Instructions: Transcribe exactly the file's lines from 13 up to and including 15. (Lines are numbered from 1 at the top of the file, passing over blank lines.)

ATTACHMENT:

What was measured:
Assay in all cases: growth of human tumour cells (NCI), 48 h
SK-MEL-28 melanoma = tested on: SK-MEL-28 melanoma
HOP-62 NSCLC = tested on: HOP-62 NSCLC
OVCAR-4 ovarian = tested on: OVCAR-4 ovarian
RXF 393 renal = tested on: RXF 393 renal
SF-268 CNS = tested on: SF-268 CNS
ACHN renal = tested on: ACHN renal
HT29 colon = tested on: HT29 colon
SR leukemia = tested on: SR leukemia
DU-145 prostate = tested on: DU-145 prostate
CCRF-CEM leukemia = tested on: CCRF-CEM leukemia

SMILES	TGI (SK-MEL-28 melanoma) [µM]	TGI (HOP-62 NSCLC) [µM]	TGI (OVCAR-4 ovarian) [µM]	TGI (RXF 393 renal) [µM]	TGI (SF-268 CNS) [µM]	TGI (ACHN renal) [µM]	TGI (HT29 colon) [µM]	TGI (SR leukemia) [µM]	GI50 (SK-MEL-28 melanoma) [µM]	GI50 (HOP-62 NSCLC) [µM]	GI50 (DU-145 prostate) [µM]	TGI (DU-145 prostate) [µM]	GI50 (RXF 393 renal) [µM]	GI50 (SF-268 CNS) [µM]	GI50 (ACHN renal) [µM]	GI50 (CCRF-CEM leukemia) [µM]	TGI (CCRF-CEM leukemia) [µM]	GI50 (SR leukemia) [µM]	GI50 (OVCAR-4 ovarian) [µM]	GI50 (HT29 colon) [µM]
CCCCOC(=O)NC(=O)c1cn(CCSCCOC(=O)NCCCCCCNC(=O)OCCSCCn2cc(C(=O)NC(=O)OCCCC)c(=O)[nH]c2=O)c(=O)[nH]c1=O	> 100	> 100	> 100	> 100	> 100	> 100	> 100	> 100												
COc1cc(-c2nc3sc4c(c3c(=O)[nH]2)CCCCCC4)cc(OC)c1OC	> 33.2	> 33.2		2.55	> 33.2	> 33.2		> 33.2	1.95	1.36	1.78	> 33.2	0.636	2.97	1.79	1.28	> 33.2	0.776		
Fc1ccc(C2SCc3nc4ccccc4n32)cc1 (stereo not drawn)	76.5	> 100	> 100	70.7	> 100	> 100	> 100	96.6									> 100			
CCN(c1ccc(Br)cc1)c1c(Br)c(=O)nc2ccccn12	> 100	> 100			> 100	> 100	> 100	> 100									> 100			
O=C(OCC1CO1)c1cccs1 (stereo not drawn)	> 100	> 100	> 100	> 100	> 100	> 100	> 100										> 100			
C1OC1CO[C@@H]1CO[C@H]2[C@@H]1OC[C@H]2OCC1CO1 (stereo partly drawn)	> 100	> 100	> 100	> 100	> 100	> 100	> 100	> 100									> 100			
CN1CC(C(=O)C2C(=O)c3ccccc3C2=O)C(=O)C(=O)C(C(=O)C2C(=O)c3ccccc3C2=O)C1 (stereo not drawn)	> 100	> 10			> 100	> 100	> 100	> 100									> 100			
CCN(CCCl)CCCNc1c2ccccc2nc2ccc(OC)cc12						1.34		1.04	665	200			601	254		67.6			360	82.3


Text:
SMILES	TGI (SK-MEL-28 melanoma) [µM]	TGI (HOP-62 NSCLC) [µM]	TGI (OVCAR-4 ovarian) [µM]	TGI (RXF 393 renal) [µM]	TGI (SF-268 CNS) [µM]	TGI (ACHN renal) [µM]	TGI (HT29 colon) [µM]	TGI (SR leukemia) [µM]	GI50 (SK-MEL-28 melanoma) [µM]	GI50 (HOP-62 NSCLC) [µM]	GI50 (DU-145 prostate) [µM]	TGI (DU-145 prostate) [µM]	GI50 (RXF 393 renal) [µM]	GI50 (SF-268 CNS) [µM]	GI50 (ACHN renal) [µM]	GI50 (CCRF-CEM leukemia) [µM]	TGI (CCRF-CEM leukemia) [µM]	GI50 (SR leukemia) [µM]	GI50 (OVCAR-4 ovarian) [µM]	GI50 (HT29 colon) [µM]
CCCCOC(=O)NC(=O)c1cn(CCSCCOC(=O)NCCCCCCNC(=O)OCCSCCn2cc(C(=O)NC(=O)OCCCC)c(=O)[nH]c2=O)c(=O)[nH]c1=O	> 100	> 100	> 100	> 100	> 100	> 100	> 100	> 100												
COc1cc(-c2nc3sc4c(c3c(=O)[nH]2)CCCCCC4)cc(OC)c1OC	> 33.2	> 33.2		2.55	> 33.2	> 33.2		> 33.2	1.95	1.36	1.78	> 33.2	0.636	2.97	1.79	1.28	> 33.2	0.776		